Canada's gifts to the world this year
On the occasion of Canada Day, CBCNews.ca thought we would toast the birthday child not by showering it with presents, but rather by looking at what gifts it has bestowed on the world in the first half of 2011.
There have been quite a few, as it turns out.
Here's a list of 10 notable Canadian events and newsmakers who have emerged so far this year — some of them are laudable, others maybe not so much.
Arcade Fire's award-show run
Creators of spine-tingling, epic rock, members of Montreal's Arcade Fire left the blogosphere gobsmacked in February when they took Album of the Year at the Grammy Awards over more flashy performers like Lady Gaga and Katy Perry. The unexpected winners faced the wrath of jilted and confused pop fans on the internet immediately after the awards, many of whom had never heard of the band. Then they made it two for two when they nabbed Album of the Year at the Brit Awards, and scored a hat trick by gaining the same honour at Canada's Juno Awards in March.
A sturdy hand in NATO's Libya offensive
On March 19, NATO began its United Nations-mandated mission to enforce a no-fly zone over Libya and Canada is playing a major role. In fact, a Canadian is commanding the 17-country mission: Lt.-Gen. Charles Bouchard. The goal of the mission, which Parliament voted to extend by another three months on June 14, is to protect civilians and bolster rebels fighting against the regime of Col. Moammar Gadhafi.
The BlackBerry PlayBook
Developed by Waterloo, Ont.-based Research in Motion, the BlackBerry was a game-changing device. Problem is, RIM competitor Apple seems to change the game every few months. Hoping to challenge the supremacy of the iPad in the tablet market, RIM released the PlayBook in April — to withering reviews. Many of the apps were non-functioning at the time of launch, and critics bristled at being unable to access the internet without tethering the PlayBook to a BlackBerry. Some observers hold out hope for future iterations of the PlayBook, but almost everyone agrees it could have benefited from some additional R&D.
Becoming the world's lone defender of asbestos
The documentation on asbestos makes it clear: the stuff gives you cancer. But there are developed nations that continue to use it as insulation. And there's a small town in Quebec that continues to produce and export it — to the tune of $80 million a year — which is why in June, Canada became the sole country to block the inclusion of asbestos in the Rotterdam Convention, a UN-sanctioned list of hazardous materials.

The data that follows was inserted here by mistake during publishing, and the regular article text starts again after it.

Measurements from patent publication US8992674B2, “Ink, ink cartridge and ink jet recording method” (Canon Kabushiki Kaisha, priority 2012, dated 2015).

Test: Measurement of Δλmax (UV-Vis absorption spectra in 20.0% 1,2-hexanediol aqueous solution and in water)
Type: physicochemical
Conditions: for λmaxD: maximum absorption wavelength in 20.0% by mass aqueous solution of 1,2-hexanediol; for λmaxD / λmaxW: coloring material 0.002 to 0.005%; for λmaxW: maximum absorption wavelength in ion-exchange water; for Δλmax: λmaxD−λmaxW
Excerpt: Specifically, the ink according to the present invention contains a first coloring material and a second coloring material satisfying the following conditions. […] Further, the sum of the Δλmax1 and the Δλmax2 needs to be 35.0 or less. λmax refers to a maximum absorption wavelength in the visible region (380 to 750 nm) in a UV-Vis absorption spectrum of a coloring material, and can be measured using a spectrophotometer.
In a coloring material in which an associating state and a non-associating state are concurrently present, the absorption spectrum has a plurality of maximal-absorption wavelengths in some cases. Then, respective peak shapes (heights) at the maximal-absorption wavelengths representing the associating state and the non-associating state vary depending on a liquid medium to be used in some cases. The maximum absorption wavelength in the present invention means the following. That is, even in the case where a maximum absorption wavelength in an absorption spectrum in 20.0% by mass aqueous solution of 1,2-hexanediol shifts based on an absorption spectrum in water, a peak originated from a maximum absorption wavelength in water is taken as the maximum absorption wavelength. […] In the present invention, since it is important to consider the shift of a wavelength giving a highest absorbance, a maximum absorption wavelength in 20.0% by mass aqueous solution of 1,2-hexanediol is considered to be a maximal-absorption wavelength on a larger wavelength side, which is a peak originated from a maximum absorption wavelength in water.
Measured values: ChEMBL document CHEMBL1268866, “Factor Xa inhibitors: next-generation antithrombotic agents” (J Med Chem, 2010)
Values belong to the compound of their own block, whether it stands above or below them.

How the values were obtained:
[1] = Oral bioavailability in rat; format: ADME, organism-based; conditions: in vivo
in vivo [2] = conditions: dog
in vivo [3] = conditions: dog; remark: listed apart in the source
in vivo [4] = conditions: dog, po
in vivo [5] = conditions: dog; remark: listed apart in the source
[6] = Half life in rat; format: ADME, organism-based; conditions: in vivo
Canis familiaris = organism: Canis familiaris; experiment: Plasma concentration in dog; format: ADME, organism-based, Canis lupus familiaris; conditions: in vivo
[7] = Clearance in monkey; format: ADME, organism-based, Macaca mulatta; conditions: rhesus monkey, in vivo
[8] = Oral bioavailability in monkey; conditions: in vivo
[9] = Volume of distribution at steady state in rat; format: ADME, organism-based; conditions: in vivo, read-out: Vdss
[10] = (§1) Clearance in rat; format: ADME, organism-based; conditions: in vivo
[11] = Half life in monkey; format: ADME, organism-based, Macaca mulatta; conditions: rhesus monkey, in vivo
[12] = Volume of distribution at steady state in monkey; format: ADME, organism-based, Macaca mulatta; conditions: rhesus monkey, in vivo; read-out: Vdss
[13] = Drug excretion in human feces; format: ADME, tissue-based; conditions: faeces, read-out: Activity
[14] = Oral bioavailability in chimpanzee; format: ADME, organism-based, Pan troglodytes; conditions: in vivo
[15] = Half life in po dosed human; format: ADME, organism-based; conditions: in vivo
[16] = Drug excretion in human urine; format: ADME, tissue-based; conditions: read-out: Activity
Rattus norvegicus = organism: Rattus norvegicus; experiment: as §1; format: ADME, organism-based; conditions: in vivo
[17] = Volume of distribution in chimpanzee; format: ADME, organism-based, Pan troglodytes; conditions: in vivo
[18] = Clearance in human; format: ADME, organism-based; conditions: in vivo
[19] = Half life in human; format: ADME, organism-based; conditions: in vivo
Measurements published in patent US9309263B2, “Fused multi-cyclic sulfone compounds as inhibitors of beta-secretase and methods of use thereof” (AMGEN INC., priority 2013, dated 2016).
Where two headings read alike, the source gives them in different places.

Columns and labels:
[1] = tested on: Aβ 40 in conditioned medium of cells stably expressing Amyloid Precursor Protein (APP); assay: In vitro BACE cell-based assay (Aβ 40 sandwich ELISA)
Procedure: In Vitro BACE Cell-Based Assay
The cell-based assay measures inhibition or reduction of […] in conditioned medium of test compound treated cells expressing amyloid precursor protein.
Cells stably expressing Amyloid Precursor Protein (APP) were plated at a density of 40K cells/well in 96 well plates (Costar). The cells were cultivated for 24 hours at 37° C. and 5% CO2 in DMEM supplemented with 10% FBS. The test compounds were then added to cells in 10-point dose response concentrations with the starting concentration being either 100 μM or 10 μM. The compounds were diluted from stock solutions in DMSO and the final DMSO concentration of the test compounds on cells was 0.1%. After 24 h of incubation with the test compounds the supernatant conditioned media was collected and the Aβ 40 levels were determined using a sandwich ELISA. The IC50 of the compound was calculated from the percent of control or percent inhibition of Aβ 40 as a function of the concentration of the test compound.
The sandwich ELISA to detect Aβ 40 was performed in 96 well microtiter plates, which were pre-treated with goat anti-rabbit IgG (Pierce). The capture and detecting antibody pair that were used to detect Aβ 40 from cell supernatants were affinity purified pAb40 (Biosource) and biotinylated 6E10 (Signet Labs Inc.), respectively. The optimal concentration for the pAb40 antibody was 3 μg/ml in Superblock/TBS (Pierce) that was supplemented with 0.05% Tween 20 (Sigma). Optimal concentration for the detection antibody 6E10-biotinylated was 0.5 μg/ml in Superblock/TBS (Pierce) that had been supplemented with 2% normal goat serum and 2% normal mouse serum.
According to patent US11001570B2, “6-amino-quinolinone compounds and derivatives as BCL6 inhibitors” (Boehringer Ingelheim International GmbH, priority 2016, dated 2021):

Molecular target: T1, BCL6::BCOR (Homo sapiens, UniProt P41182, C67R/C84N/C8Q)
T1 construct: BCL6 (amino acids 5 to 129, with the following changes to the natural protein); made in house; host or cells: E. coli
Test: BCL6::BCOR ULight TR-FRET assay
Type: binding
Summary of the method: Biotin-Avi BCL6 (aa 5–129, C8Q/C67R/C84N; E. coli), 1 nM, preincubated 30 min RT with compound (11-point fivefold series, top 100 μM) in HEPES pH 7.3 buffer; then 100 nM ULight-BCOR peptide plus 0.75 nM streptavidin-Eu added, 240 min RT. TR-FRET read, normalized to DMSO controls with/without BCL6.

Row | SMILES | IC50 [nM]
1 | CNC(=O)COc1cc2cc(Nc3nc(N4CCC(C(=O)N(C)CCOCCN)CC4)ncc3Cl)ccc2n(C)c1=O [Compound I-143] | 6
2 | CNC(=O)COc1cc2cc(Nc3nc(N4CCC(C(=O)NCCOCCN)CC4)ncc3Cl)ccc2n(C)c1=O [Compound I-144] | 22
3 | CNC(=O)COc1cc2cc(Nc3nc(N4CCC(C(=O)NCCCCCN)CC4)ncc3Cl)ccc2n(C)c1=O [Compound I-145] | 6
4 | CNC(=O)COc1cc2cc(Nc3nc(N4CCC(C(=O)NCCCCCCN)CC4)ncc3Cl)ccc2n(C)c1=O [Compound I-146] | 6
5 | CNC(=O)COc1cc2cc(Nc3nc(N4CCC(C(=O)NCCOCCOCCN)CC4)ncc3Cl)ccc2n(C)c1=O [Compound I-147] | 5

Born in Montenegro and raised in the suburbs of Toronto, 20-year-old Milos Raonic has emerged as the most exciting force in Canadian tennis since Greg Rusedski (though, to be fair, Rusedski played for the U.K. for most of his career). In 2011, Raonic rocketed up the world tennis rankings, from No. 152 to No. 37 in just one month. With a few more wins under his belt, he is now World No. 25. His killer 241 km/h serve is just shy of the all-time world record of 251 km/h, and Raonic shows no signs of slowing down.
More Justin Bieber merchandise, anyone?
Toy buyers are touting a singing Justin Bieber doll as the must-have trinket for the coming holiday season. Justin's devoted Beliebers keep snapping up concert tickets, DVDs and music, which made the 17-year-old $53 million in the past 12 months alone. In other news, the little moppet from Stratford, Ont., recently released his second fragrance, Someday — this one's for the ladies.
The Vancouver Canucks' playoff run
The Canucks' valiant bid for the Stanley Cup had the effect of turning Canada into a nation of Vancouverites. Sadly, the on-ice drama was overshadowed by the riot that followed the team's loss, giving the world the (false) impression that we're a bunch of police-car-igniting hoodlums. On the plus side, all that bedlam produced a truly iconic image of a couple in a supine embrace while Vancouver burned.
Maybe a slightly dubious achievement, but in March 2011, the federal government was found in contempt of Parliament. Previously, only individuals had ever been subjected to this kind of official censure. The finding led to a federal election. The whole matter might be ancient history to Canadians, but in the more than 30 countries that use the British-modelled Westminster system of government, this set an important precedent.
Canadian film of the year — Incendies
Haunting and visceral, Quebec director Denis Villeneuve's film Incendies was feted at this year's Genie Awards, winning eight trophies, including Best Motion Picture. The film follows the journey of two siblings from Canada to their homeland in the Middle East to try to understand their mother's mysterious life. Widely acclaimed by film critics in Canada and abroad, Incendies was nominated for an Academy Award for Best Foreign Language Film, but lost to In a Better World, a film from Denmark.
Man! I feel like a comeback — Shania Twain
Canadian country music songstress Shania Twain has spent most of the past few years out of the limelight after a painful divorce and issues with her voice. But on New Year's Day this year, she turned over a new leaf and married Swiss businessman Frederic Thiebaud. Then in May, she burst back on the scene with a tell-all memoir, From This Moment On, and a show on Oprah Winfrey's new TV channel, OWN. On June 12, Twain released her first new single in six years, called Today is Your Day. A fifth studio album is on its way and Twain has signed up to headline Caesar's Palace in Las Vegas for two years beginning in December 2012.